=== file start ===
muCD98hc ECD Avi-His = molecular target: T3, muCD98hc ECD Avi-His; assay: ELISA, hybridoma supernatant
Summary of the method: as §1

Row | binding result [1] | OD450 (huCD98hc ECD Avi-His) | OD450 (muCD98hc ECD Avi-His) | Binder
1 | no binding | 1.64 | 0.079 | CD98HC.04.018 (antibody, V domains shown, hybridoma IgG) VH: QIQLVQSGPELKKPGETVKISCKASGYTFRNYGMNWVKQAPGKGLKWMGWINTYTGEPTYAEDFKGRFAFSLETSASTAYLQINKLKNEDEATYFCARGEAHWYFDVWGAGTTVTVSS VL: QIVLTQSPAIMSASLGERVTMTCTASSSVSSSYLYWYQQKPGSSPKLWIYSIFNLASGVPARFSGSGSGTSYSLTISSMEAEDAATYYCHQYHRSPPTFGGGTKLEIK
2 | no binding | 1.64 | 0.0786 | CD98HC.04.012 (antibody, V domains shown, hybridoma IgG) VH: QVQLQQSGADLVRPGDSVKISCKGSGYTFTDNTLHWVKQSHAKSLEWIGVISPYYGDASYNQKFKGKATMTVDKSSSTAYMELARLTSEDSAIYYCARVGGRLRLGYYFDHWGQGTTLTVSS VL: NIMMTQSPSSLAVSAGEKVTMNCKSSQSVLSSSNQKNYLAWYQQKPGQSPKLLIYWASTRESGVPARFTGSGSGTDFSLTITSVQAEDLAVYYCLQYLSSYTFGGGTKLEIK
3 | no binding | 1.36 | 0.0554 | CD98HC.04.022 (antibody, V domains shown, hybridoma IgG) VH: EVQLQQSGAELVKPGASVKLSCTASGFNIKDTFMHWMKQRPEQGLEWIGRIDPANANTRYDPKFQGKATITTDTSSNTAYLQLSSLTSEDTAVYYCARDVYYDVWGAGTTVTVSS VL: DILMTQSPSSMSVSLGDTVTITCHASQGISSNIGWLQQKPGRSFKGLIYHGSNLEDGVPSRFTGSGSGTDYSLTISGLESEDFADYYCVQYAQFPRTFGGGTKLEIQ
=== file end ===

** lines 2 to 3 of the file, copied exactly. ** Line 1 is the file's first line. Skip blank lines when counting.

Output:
Summary of the method: as §1

Row | binding result [1] | OD450 (huCD98hc ECD Avi-His) | OD450 (muCD98hc ECD Avi-His) | Binder